At the beginning of the century grammar schools were objects of great civic pride. Now opinion is polarised. David Crook chronicles the great schism.
As the new century dawns, the future of England's 164 remaining grammar schools hangs in the balance. Some of the schools at the heart of this debate were founded as early as the 16th century, but others were established in the wake of the 1902 Education Act that also set up local education authorities.
The architect of the Act was Robert Morant, the Board of Education's leading civil servant. Morant hoped that the new municipal grammar schools would create opportunities for bright elementary school pupils, some of whom might even subsequently win a university place.
The schools became objects of great civic pride and the symbols of advance, most notably, perhaps, in terms of extending educational opportunities for girls. Close links were formed with the universities and, from 1917, grammar schools prepared their pupils for School Certificate examinations at ages 16 and 18.
Though originally founded as wholly fee-paying schools, government regulations of 1907 required that 25 per cent of LEA grammar school pupils should attend free, subject to passing the 11-plus.
No mass system of secondary education was to develop before the Second World War, but some progressive LEAs responded to the rallying cry of Secondary Education for All, the title of R H Tawney's influential 1922 Labour party pamphlet.
A handful of secondary schools, variously called central schools, junior technical schools and senior schools, were established during the 1920s and 1930s, all of which required parents to pay fees. They were regarded as being a cut above the all-age elementary school, though less prestigious than the grammars.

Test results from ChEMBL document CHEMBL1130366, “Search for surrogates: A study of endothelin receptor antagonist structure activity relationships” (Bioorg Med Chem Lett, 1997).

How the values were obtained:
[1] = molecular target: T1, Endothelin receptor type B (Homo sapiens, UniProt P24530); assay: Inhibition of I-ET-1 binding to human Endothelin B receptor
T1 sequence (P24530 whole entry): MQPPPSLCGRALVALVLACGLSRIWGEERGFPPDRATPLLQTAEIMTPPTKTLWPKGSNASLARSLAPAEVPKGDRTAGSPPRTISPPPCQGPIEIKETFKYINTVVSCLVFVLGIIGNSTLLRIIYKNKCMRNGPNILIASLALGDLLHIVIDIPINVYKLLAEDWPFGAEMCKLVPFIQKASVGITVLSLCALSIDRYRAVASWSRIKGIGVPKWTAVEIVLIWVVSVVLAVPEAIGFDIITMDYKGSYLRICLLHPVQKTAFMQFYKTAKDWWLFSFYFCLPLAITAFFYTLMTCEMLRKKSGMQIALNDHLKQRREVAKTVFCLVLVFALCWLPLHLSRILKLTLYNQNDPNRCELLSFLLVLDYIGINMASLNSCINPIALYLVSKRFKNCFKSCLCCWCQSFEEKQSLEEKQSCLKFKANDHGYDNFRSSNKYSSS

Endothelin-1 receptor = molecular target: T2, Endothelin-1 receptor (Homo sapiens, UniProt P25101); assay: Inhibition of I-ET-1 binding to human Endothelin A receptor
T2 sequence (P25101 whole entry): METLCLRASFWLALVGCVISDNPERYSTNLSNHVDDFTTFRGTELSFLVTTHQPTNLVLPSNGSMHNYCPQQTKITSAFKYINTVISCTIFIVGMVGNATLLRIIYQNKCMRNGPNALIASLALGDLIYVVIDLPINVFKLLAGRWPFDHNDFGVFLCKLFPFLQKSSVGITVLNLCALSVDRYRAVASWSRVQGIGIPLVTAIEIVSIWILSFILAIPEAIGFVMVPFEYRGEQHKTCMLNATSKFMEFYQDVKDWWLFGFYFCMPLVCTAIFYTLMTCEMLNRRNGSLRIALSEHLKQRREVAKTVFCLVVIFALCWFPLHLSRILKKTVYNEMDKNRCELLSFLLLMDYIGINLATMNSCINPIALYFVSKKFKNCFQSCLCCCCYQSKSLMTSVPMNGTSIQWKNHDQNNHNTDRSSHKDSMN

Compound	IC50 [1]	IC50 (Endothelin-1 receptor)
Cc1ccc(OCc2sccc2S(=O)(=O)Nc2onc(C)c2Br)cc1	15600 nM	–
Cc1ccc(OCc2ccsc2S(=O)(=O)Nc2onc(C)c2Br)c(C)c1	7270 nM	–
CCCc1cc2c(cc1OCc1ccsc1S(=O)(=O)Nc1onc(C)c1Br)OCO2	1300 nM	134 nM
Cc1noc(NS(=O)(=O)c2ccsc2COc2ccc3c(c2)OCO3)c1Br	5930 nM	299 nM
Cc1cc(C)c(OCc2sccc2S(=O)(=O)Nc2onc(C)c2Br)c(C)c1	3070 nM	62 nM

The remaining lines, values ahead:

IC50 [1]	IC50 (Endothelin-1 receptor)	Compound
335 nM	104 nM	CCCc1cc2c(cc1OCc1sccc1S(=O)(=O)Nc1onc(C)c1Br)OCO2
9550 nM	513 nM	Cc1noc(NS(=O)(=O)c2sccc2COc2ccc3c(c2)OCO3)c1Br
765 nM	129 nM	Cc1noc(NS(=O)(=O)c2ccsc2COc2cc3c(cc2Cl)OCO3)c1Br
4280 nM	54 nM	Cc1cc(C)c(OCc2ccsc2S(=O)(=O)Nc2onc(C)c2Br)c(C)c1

The 1944 Education Act allowed all children to receive a secondary school education free of charge from age 11, but there was no dramatic upsurge of support for comprehensive schooling. Writing in The TES of February 1, 1947, Eric James, High Master of Manchester Grammar School, expressed the fear that these schools might precipitate "grave social, educational and cultural evils which may well be a national disaster".
Post-war LEA development plans tended towards conservatism, mostly reflecting the new Ministry of Education's belief that secondary education should cater for three types of children. Experts confidently predicted that 11-plus testing would indicate whether pupils were best suited to attend a grammar, technical or secondary modern school. In the event, however, properly equipped technical schools proved too expensive for most LEAs. Hopes that there would be "parity of esteem" between all state secondary schools were dashed as the 11-plus became the national yardstick of success or failure for children in their final year of primary school. Throughout the 1950s and most of the 1960s around 75 per cent of 11-year-olds proceeded to their local secondary modern. In contrast to the grammar schools, opportunities to follow public examination courses in the secondary moderns were limited or non-existent.